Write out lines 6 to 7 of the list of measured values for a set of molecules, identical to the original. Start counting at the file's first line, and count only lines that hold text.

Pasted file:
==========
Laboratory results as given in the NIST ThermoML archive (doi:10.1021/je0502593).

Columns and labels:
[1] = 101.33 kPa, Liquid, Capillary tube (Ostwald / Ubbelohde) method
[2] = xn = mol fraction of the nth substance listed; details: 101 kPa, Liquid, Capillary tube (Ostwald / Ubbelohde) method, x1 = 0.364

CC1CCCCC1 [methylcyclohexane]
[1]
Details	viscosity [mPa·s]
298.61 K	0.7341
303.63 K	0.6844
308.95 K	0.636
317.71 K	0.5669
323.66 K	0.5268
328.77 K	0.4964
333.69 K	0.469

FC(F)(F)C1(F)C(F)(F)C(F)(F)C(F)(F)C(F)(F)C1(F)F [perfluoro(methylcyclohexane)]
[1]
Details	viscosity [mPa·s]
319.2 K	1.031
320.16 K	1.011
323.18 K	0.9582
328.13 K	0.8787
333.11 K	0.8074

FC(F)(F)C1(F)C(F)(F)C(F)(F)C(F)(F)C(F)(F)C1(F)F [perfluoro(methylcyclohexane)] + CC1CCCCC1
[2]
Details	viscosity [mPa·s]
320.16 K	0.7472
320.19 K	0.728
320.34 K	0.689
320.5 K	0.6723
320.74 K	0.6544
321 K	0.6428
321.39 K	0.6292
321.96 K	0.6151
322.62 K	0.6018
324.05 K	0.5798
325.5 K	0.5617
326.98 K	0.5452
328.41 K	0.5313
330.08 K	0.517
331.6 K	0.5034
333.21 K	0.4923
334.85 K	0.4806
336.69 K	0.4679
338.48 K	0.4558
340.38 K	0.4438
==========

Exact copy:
[1]
Details	viscosity [mPa·s]